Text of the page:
Judge accepts insanity plea
CENTENNIAL, Colo. — A judge today accepted James Holmes’ plea of not guilty by reason of insanity, setting the stage for a lengthy mental evaluation of the Colorado theater shooting suspect.
The court clerk placed a written advisory of the ground rules of the plea before Holmes so he could follow it as Judge Carlos Samour Jr. read through all 18 points.
When Samour asked if he had any questions, Holmes answered “no” in a clear, firm voice. Samour then accepted the plea.
“I find Mr. Holmes understands the effects and consequences of the not guilty by reason of insanity plea,” the judge said. “He was looking at the advisement and appeared to be following along.”
Samour also determined prosecutors can have access to a notebook that Holmes sent to a psychiatrist before last summer’s rampage.
Holmes is accused of opening fire in a packed Denver-area movie theater last summer, killing 12 people and injuring 70. He is charged with multiple counts of murder and attempted murder, and prosecutors are seeking the death penalty.
Holmes’ lawyers repeatedly have said he is mentally ill, but they delayed the insanity plea while arguing state laws were unconstitutional. They said the laws could hobble the defense if Holmes’ case should ever reach the phase where the jury decides if he should be executed.
The judge rejected that argument last week.
On Tuesday, Samour ordered Holmes to undergo a mental evaluation at the state hospital in Pueblo, as soon as the hospital is ready to conduct it. Evaluators want to review the 40,000 pages of evidence in the case first, so it’s unclear when it will happen. Samour set a tentative deadline of Aug. 2 for Holmes’ evaluation but indicated he would grant more time if doctors want it.
The hearing came as the court released dozens of pretrial motions filed by defense attorneys challenging the admissibility of ballistics, handwriting and mountains of other evidence, and signaling Holmes will seek a change of venue because of pretrial publicity.
The motions challenge the search and seizure of computers, a pistol from Holmes’ car outside the theater, evidence taken from Holmes’ booby-trapped apartment, emails and other items. The motions also indicate the prosecution has as many as 3,000 witnesses, including FBI and Aurora officials, and demands that prosecutors hand over as many as 2,000 pieces of physical evidence.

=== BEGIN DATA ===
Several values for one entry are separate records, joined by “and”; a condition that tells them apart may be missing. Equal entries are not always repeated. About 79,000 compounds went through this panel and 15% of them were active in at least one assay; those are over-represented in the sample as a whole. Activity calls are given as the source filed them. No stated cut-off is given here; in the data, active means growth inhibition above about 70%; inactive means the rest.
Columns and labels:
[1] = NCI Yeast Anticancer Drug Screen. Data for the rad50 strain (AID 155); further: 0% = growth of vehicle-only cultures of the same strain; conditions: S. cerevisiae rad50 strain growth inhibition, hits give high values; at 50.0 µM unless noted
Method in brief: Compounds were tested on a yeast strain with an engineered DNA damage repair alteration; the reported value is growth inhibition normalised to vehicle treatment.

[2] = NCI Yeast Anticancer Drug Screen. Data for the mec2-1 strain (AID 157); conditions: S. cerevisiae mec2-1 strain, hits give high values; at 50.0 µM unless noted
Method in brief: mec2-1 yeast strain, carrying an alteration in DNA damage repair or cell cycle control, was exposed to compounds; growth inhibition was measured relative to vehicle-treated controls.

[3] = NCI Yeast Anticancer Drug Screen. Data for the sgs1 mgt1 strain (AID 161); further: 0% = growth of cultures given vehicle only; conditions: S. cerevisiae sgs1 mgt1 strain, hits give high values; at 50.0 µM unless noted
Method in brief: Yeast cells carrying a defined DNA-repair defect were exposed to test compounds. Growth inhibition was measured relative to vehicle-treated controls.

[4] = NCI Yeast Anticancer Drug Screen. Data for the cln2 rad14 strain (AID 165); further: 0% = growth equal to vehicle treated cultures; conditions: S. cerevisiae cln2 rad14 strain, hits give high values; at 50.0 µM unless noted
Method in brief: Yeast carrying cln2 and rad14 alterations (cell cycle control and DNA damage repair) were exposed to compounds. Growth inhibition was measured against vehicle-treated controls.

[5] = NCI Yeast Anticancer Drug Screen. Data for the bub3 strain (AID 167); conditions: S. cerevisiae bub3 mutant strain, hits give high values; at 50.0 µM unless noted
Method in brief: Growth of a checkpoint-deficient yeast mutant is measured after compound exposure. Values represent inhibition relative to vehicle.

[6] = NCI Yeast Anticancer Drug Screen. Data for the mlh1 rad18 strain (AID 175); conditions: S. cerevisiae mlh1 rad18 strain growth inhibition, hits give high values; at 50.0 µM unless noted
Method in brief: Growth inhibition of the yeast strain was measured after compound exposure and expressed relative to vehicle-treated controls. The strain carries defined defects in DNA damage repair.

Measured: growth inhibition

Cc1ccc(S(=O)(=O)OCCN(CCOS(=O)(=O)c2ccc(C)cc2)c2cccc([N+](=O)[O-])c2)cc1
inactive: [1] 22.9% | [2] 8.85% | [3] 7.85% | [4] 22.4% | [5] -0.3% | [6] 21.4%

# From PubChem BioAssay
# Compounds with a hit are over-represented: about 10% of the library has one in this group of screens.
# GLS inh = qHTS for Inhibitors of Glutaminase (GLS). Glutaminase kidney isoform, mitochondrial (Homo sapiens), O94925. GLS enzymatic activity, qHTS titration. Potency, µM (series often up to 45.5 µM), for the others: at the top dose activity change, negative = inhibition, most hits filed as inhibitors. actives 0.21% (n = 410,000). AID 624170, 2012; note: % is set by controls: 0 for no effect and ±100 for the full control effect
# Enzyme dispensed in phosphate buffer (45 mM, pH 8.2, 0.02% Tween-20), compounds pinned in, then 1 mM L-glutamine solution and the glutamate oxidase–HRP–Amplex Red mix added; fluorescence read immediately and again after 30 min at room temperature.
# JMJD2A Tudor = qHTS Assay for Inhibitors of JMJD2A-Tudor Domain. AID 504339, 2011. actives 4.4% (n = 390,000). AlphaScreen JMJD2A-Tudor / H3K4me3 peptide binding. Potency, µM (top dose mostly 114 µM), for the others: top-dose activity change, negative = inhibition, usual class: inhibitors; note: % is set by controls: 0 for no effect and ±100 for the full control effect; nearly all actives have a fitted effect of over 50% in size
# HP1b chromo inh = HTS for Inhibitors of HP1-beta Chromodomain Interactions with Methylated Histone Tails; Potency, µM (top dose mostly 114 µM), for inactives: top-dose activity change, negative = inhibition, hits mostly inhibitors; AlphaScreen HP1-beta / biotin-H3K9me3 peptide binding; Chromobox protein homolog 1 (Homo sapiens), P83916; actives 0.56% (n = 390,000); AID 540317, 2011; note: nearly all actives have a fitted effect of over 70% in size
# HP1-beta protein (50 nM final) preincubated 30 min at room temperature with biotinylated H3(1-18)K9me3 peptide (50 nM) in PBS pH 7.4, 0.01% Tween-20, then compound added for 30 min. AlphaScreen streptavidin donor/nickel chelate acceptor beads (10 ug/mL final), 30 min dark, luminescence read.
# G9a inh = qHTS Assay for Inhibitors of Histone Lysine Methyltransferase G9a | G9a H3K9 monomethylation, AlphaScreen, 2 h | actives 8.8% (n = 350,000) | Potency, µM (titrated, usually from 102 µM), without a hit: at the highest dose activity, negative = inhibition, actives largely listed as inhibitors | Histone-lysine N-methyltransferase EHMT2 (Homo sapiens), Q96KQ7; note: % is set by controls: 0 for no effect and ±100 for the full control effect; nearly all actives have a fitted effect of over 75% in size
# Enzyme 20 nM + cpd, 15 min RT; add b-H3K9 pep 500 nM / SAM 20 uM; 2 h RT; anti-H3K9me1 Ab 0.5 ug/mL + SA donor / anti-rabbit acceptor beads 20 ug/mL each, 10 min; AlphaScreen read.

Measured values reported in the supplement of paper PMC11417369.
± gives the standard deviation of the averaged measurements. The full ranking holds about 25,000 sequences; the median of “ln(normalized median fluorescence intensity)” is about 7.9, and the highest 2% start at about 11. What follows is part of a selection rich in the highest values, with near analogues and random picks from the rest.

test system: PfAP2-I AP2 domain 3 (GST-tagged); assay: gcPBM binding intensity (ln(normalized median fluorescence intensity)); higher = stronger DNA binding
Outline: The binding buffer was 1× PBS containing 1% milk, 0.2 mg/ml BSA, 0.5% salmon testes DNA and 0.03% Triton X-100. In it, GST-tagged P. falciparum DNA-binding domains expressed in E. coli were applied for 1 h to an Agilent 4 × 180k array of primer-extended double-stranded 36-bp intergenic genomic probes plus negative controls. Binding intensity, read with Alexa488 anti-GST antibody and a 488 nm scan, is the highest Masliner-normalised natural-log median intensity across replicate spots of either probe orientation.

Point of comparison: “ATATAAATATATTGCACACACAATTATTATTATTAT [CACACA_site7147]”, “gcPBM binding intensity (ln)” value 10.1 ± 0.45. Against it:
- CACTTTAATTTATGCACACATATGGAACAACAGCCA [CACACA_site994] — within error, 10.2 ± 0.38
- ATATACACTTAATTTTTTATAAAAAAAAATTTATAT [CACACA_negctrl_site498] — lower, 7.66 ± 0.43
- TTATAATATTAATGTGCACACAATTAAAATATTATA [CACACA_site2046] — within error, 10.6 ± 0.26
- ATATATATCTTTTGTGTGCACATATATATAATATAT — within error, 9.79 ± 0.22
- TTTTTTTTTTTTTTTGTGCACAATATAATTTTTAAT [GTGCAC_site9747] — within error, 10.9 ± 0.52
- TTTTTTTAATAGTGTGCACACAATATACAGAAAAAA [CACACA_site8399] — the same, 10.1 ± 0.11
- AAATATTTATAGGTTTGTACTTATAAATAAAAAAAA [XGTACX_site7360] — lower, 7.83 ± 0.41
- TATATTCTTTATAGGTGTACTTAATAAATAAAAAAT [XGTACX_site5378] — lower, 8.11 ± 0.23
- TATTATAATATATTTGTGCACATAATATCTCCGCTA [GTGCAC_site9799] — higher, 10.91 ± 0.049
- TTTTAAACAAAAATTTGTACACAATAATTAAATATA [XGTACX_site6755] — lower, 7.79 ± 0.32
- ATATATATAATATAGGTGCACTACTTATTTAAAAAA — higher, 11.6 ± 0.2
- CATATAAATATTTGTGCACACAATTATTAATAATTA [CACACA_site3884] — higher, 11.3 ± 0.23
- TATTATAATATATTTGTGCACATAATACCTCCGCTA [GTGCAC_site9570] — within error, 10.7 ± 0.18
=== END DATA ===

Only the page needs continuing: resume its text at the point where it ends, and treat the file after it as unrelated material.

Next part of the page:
Lawyers also argued briefly in court about whether prosecutors should have access to a notebook Holmes sent to psychiatrist Lynne Fenton. Media reports have said the notebook contains drawings depicting violence.
Defense lawyers argued Fenton never received the notebook so prosecutors shouldn’t have access to it.
Prosecutors say police would like to do unspecified “additional processing” on the notebook. Samour ordered the notebook to be turned over next week.
Hundreds of people were watching a midnight showing of “The Dark Knight Rises” at the Aurora theater July 20 when the shooting occurred.
The dead included a Navy veteran who threw himself in front of his friends to shield them, an aspiring sports journalist who had survived a mall shooting just two months earlier, and a 6-year-old girl.
Prosecutors say Holmes spent months buying weapons, ammunition and materials for explosives and scouted the theater in advance. He donned police-style body armor, tossed a gas canister into the seats and opened fire, they say.
The insanity plea is widely seen as Holmes’ best chance of avoiding execution, and possibly his only chance, given the weight of the evidence against him.
But his lawyers delayed it for weeks, saying Colorado’s laws on the insanity plea and the death penalty could work in combination to violate his constitutional rights.
The laws state that if Holmes does not cooperate with doctors conducting a mandatory mental evaluation, he would lose the right to call expert witnesses to testify about his sanity during the penalty phase of his trial. Defense lawyers argued that is an unconstitutional restriction on his right to build a defense. They also contended the law doesn’t define cooperation.
Samour rejected those arguments last week and said the laws are constitutional.
Colorado law defines insanity as the inability to distinguish right from wrong caused by a diseased or defective mind.
If jurors find Holmes not guilty by reason of insanity, he would be committed indefinitely to the state mental hospital. He could eventually be released if doctors find his sanity has been restored, but that is considered unlikely.
If jurors convict him, the next step is the penalty phase, during which both sides call witnesses to testify about factors that could affect why Holmes should or shouldn’t be executed.
The jury would then decide whether Holmes should be executed or sentenced to life in prison without possibility of parole.
If jurors impose the death penalty, it would trigger court appeals and open other possibilities that would take years to resolve.